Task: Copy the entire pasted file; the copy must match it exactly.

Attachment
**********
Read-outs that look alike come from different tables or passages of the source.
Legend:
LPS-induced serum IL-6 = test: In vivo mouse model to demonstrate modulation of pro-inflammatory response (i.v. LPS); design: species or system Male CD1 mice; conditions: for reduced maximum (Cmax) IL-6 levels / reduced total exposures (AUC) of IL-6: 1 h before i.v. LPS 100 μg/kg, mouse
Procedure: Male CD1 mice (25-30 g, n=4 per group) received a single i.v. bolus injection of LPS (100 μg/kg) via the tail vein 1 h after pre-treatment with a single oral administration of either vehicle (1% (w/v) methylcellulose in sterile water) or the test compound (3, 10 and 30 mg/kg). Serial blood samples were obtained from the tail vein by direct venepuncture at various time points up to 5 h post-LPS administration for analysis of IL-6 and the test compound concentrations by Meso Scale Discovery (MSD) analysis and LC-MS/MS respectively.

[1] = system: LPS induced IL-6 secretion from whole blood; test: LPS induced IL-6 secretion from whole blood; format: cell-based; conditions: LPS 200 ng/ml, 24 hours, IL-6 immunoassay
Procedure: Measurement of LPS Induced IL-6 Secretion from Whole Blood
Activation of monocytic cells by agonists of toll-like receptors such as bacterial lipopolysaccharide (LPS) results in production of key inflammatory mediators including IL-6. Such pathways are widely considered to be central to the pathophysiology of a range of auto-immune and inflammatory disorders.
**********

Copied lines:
Read-outs that look alike come from different tables or passages of the source.
Legend:
LPS-induced serum IL-6 = test: In vivo mouse model to demonstrate modulation of pro-inflammatory response (i.v. LPS); design: species or system Male CD1 mice; conditions: for reduced maximum (Cmax) IL-6 levels / reduced total exposures (AUC) of IL-6: 1 h before i.v. LPS 100 μg/kg, mouse
Procedure: Male CD1 mice (25-30 g, n=4 per group) received a single i.v. bolus injection of LPS (100 μg/kg) via the tail vein 1 h after pre-treatment with a single oral administration of either vehicle (1% (w/v) methylcellulose in sterile water) or the test compound (3, 10 and 30 mg/kg). Serial blood samples were obtained from the tail vein by direct venepuncture at various time points up to 5 h post-LPS administration for analysis of IL-6 and the test compound concentrations by Meso Scale Discovery (MSD) analysis and LC-MS/MS respectively.

[1] = system: LPS induced IL-6 secretion from whole blood; test: LPS induced IL-6 secretion from whole blood; format: cell-based; conditions: LPS 200 ng/ml, 24 hours, IL-6 immunoassay
Procedure: Measurement of LPS Induced IL-6 Secretion from Whole Blood
Activation of monocytic cells by agonists of toll-like receptors such as bacterial lipopolysaccharide (LPS) results in production of key inflammatory mediators including IL-6. Such pathways are widely considered to be central to the pathophysiology of a range of auto-immune and inflammatory disorders.